Biomedical Sciences ETDs

Publication Date

Winter 11-29-2022


Quiescence is a distinct cell cycle phase, termed G0, in which growth, transcriptional and translational activity, and replication are halted. Importantly, quiescent cells are viable and can return to the cell cycle. Quiescence is a feature of all organisms and a key hallmark of stem cells; however, the regulation of quiescence is still poorly understood.

Prior studies have implicated chromatin in the regulation of quiescence. In aim 1 I conducted a comprehensive screen of H3 and H4 histone mutants to identify chromatin features that may affect quiescence. I identified several histone residues implicated in transcriptional regulation that altered quiescence and quiescence-specific chromatin condensation. In aim 2 I further characterized two mutants identified in the screen that have altered chromatin condensation. I found that global transcriptional repression still occurred in quiescent cells despite differences in chromatin condensation. This suggests that condensation may regulate transcription of discrete groups of genes in quiescence.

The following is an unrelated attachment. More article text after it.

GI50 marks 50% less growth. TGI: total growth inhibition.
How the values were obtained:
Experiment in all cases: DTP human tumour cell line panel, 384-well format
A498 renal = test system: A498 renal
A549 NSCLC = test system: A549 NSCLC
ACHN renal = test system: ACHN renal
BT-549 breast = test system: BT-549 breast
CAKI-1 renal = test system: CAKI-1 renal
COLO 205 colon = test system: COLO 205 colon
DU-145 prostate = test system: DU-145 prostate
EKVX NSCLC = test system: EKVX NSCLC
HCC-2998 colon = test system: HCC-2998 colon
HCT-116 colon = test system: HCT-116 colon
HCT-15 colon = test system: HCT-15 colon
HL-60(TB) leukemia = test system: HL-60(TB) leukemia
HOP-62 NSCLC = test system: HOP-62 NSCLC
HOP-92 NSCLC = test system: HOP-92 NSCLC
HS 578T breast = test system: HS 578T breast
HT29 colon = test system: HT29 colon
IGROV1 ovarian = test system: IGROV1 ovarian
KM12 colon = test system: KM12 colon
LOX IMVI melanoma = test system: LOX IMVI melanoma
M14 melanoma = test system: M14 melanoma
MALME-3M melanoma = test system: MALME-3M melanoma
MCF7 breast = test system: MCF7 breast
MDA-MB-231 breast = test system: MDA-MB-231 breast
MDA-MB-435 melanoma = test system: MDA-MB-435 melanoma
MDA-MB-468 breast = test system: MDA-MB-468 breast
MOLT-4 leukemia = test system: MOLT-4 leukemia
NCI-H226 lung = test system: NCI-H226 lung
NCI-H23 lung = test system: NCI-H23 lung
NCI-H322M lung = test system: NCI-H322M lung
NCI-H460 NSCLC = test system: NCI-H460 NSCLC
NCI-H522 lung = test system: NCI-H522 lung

Yeast, Quiescence, Chromatin, Histone, Condensin, Screen


National Institutes of Health

Document Type




Degree Name

Biomedical Sciences

Level of Degree


Department Name

Biomedical Sciences Graduate Program

First Committee Member (Chair)

Scott Ness, PhD

Second Committee Member

Hua-Ying Fan, PhD

Third Committee Member

Peng Mao, PhD

Fourth Committee Member

Mark McCormick, PhD

Fifth Committee Member

Mary Ann Osley, PhD

Available for download on Tuesday, May 13, 2025